Facebook treated voters with 'disrespect' over data collection
Facebook and others involved in the Cambridge Analytica scandal showed a "disturbing level of disrespect" for the personal data of voters, the Information Commissioner has said.
Elizabeth Denham was giving evidence to a parliamentary inquiry into fake news.
She said she was "astounded" by the amount of data held by companies such as Facebook, Cambridge Analytica, data brokers and political parties.
She also added weight to calls for Mark Zuckerberg to appear before MPs.
She stopped short of saying that he should come to the UK to answer questions posed by the Department for Digital, Culture, Media and Sport (DCMS) select committee's inquiry, something which has been demanded by MPs.
But she did say that, in her investigation into Facebook's role, it was "critical" that she had direct access to executives based in the social media's new Mountain View offices.
It would be "very useful" for Mr Zuckerberg to talk directly to MPs, she said.
The Information Commissioner's Office (ICO) investigation into how the data of millions of Facebook users was harvested by an academic and shared with Cambridge Analytica was, she told MPs, "unprecedented", in terms of scale, cost and complexity.
In October, the ICO fined Facebook the maximum of £500,000, over its involvement in the controversy.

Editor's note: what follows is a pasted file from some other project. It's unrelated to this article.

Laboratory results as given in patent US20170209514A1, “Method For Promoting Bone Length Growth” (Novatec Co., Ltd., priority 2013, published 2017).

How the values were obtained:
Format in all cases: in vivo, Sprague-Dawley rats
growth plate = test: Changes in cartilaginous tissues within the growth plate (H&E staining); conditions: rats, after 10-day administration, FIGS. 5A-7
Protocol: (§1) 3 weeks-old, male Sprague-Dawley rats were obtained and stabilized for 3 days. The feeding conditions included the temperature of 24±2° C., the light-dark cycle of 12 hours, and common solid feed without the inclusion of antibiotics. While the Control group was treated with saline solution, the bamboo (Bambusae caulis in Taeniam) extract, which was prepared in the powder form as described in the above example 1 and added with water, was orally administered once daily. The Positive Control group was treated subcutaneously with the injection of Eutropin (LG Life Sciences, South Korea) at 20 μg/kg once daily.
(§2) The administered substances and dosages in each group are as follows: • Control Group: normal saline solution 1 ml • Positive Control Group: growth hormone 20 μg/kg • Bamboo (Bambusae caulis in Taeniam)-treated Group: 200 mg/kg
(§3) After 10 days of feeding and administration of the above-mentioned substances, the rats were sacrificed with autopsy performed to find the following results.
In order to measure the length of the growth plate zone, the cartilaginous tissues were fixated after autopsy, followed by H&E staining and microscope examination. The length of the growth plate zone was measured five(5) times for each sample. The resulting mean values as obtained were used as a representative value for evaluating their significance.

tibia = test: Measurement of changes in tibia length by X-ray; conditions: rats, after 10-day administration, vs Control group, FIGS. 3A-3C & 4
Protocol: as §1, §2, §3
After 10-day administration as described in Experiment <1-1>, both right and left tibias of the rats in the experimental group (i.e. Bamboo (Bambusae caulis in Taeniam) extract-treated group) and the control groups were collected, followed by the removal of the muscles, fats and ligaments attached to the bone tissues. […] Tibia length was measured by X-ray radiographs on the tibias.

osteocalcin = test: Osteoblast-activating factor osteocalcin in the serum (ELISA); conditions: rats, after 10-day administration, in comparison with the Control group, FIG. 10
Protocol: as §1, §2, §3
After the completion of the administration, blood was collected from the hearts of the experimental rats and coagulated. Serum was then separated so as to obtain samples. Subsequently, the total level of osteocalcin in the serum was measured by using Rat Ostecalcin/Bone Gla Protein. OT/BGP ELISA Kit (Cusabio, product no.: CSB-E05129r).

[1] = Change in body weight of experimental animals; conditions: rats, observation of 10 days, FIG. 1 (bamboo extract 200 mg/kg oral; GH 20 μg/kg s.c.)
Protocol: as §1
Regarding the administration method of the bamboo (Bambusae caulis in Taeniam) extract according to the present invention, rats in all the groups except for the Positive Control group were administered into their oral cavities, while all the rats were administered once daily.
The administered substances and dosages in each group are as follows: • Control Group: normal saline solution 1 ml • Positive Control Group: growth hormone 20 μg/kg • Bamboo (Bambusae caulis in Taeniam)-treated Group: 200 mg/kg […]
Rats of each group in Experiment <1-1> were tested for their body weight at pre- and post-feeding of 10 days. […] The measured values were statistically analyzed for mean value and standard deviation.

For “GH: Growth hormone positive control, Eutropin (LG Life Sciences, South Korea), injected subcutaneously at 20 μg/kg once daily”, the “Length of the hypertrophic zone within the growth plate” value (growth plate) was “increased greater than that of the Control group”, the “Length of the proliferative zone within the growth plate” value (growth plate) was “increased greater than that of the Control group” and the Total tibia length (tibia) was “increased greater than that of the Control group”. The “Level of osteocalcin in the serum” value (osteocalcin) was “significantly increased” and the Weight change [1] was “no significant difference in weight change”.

Ms Denham told MPs that Facebook needed "to significantly change its business practices".
"There is a fundamental tension between its business model and the protection of the privacy of users' data," she said.
She also spoke about how she felt a new regulatory model was needed to deal with online misinformation and harmful and offensive user-generated content - one that was tougher on tech firms.
"The time for self-regulation is over. That ship has sailed," she said.
She said that parliament needed to set the objectives, with a code of practice being drawn up by a hybrid regulator, combining the skills of Ofcom and the ICO.
"No country has tried this yet. It's quite controversial and the need to balance freedom of expression with the harms of the internet is hard," she told MPs.
She also said that there needed to be an "ethical pause" to consider how political marketing should be conducted online in future.
"We have to ask whether the same model that sells us holidays, shoes and cars should be used to engage with voters" she said.
In response to Ms Denham's appearance, DCMS committee chair Damian Collins said: "On Facebook, I welcome the Information Commissioner's comments that the platform needs to change and take much greater responsibility, and her call for Facebook to be subject to stricter regulation and oversight.
"It is noted that she thinks it would be 'very useful' for Mark Zuckerberg to appear in person to answer questions from my committee."